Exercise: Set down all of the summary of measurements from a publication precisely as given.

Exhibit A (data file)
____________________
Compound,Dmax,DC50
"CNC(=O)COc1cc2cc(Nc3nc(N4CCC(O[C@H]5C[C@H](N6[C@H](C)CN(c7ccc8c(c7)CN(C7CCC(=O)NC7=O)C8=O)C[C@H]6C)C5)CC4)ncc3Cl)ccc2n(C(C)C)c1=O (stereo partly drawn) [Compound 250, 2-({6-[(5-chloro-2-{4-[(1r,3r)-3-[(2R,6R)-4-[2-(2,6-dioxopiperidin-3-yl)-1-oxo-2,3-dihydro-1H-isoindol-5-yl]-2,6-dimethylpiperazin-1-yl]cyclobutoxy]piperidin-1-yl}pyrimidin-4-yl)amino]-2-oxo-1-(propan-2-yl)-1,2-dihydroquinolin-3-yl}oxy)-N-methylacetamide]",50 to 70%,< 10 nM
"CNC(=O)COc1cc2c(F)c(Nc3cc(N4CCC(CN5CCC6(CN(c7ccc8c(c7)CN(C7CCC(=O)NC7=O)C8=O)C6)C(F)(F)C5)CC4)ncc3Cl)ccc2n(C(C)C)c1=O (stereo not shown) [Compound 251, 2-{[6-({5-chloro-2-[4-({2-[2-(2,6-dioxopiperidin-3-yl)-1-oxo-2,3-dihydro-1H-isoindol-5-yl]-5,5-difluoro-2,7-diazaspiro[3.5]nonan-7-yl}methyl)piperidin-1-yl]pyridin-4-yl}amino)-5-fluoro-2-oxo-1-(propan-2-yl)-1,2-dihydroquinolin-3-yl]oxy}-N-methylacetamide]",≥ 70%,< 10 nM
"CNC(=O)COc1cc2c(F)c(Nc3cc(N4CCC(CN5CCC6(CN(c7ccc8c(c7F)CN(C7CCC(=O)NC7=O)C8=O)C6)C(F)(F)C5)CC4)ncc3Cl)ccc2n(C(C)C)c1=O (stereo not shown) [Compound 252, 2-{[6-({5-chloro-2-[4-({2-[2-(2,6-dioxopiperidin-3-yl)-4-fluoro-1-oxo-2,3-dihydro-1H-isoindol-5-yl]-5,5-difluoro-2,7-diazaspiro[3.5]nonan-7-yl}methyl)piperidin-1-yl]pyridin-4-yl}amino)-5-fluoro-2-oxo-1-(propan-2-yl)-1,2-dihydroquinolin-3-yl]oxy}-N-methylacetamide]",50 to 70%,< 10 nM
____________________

Compound,Dmax,DC50
"CNC(=O)COc1cc2cc(Nc3nc(N4CCC(O[C@H]5C[C@H](N6[C@H](C)CN(c7ccc8c(c7)CN(C7CCC(=O)NC7=O)C8=O)C[C@H]6C)C5)CC4)ncc3Cl)ccc2n(C(C)C)c1=O (stereo partly drawn) [Compound 250, 2-({6-[(5-chloro-2-{4-[(1r,3r)-3-[(2R,6R)-4-[2-(2,6-dioxopiperidin-3-yl)-1-oxo-2,3-dihydro-1H-isoindol-5-yl]-2,6-dimethylpiperazin-1-yl]cyclobutoxy]piperidin-1-yl}pyrimidin-4-yl)amino]-2-oxo-1-(propan-2-yl)-1,2-dihydroquinolin-3-yl}oxy)-N-methylacetamide]",50 to 70%,< 10 nM
"CNC(=O)COc1cc2c(F)c(Nc3cc(N4CCC(CN5CCC6(CN(c7ccc8c(c7)CN(C7CCC(=O)NC7=O)C8=O)C6)C(F)(F)C5)CC4)ncc3Cl)ccc2n(C(C)C)c1=O (stereo not shown) [Compound 251, 2-{[6-({5-chloro-2-[4-({2-[2-(2,6-dioxopiperidin-3-yl)-1-oxo-2,3-dihydro-1H-isoindol-5-yl]-5,5-difluoro-2,7-diazaspiro[3.5]nonan-7-yl}methyl)piperidin-1-yl]pyridin-4-yl}amino)-5-fluoro-2-oxo-1-(propan-2-yl)-1,2-dihydroquinolin-3-yl]oxy}-N-methylacetamide]",≥ 70%,< 10 nM
"CNC(=O)COc1cc2c(F)c(Nc3cc(N4CCC(CN5CCC6(CN(c7ccc8c(c7F)CN(C7CCC(=O)NC7=O)C8=O)C6)C(F)(F)C5)CC4)ncc3Cl)ccc2n(C(C)C)c1=O (stereo not shown) [Compound 252, 2-{[6-({5-chloro-2-[4-({2-[2-(2,6-dioxopiperidin-3-yl)-4-fluoro-1-oxo-2,3-dihydro-1H-isoindol-5-yl]-5,5-difluoro-2,7-diazaspiro[3.5]nonan-7-yl}methyl)piperidin-1-yl]pyridin-4-yl}amino)-5-fluoro-2-oxo-1-(propan-2-yl)-1,2-dihydroquinolin-3-yl]oxy}-N-methylacetamide]",50 to 70%,< 10 nM